Residential Design series

June 26, 2018


Brightening up the Old!

Restoring the inside of your little terrace or cottage is the type of work most able-bodied people can attempt and succeed at.

By restore I refer to fixing cracks, repainting walls and ceilings and in some cases replacing the floor. I will follow this subject over a few months so as we can explore the nuances of the work involved.

If your home is in a sad state with cracking or crumbling walls, cracking paint or ceilings that sag under the weight of 100 years of paint then some restoration work will help the house and the occupiers.

All of this work is labour intensive. This means you can save money by doing it yourself!

Choosing where to start is the difficult bit. If the project involves the front three or four rooms, then you will need to be able to create the space to work. One room has to be completely empty for you to work quickly and efficiently; therefore you may wish to consider storage for six months. It’s certainly easier than moving furniture and boxes every time you change rooms.

In most pre-war homes the mortar in the brickwork is a lime and sand mix. The render is also lime and sand. The ceilings if of the old decorative plaster type are from my experience as tough as old boots and look sensational when restored even if they are a little rough around the edges.

If the walls have cracking then you will need to make a judgment as to whether you need a structural engineer to access the situation.

Most minor cracking is caused by contraction and expansion in the soil, particular reactive soils, after excessive rain or prolonged drought. The majority of pre-war cottages and terraces have shallow footings and this exacerbates the problem and often makes it very expensive to fix. Underpinning is how you can fix really bad cracking but these series of articles are not addressing such serious structural situations and an engineer should be consulted if your home is in need of this work.

The other point to note about these movement cracks is that replacing the lime render with something stronger is not necessarily going to solve the problem. It may just crack again along the line where the two meet.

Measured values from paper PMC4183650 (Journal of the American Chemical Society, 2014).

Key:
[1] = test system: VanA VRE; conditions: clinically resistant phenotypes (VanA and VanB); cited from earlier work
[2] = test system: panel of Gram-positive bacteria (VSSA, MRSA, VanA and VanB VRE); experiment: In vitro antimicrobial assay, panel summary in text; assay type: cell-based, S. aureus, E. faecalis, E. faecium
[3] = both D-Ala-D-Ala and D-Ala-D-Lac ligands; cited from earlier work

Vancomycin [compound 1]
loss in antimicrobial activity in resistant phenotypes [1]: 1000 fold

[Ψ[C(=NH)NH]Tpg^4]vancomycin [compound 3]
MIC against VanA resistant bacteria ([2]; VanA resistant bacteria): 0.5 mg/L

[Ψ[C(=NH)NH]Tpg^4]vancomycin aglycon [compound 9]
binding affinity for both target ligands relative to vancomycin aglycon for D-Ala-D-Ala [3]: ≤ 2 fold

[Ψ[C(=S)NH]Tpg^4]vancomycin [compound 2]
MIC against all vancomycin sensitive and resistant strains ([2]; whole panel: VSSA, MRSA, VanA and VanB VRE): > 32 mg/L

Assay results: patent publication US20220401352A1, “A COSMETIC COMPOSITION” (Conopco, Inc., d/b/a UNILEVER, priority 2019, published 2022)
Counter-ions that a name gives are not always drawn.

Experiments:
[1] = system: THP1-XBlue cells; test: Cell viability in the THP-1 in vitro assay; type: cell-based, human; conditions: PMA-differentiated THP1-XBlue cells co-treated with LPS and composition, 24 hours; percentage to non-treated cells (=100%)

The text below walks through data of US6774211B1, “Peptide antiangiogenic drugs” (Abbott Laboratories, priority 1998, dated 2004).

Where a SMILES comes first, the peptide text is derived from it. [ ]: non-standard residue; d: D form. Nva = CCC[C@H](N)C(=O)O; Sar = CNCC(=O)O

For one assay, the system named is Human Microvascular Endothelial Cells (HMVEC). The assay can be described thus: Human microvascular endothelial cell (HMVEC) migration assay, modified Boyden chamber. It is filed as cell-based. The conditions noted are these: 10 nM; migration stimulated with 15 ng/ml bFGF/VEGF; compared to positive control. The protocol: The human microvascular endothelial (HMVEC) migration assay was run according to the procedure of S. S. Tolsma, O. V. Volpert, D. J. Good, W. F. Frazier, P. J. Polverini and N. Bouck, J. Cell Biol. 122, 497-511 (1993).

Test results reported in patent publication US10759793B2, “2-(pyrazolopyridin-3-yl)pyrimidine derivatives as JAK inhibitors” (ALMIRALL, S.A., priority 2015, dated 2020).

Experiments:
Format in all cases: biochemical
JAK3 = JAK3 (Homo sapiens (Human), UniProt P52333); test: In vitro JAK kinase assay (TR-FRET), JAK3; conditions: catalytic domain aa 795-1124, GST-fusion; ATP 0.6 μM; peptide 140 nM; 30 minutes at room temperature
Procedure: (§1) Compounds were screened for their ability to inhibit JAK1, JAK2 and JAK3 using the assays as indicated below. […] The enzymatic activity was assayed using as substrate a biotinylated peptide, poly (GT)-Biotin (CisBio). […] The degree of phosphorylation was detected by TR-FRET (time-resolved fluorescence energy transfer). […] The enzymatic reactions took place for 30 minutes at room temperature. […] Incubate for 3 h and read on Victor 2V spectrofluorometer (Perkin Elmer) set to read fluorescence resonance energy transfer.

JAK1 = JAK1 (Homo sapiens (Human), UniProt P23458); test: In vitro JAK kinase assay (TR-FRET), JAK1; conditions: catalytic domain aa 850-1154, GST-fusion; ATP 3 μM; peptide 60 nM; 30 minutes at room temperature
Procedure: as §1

Getting organized involves,

  • Moving furniture and creating space.
  • Creating an area where you can store rubble, paint strippings, old carpets and eventually empty paint tins.
  • Creating a space where you can store your working tools, some of this stuff will live in the room where you work but to avoid loosing or tossing out the wrong thing it is important to have a safe, dry storage area, especially once you start painting.

Your work kit will need to consist of a couple of stepladders, and a solid plank to span between the two ladders. If your removing paint from either the ceilings or walls then a couple of litre size gas bottles with attached burners is the most efficient and cost effective method. You fill these at the local servo so to save time I always use two.

You will need a large flat bladed paint scrapper and one smaller for the fiddly stuff. You will want protective eyewear and paper facemasks, buy a box. You should also have a good quality hammer, Stanley knife and even though it will cost you, a quality battery drill is invaluable and will save time and money.

Next month we shall address the individual renovation issues.

Good building and design!

Note: The views expressed in this article are of a broadly based nature and are in no way to be taken as the basis of an individual design. Should a reader wish to pursue the ideas expressed then at all times we recommend they consult with the appropriate professionals. 

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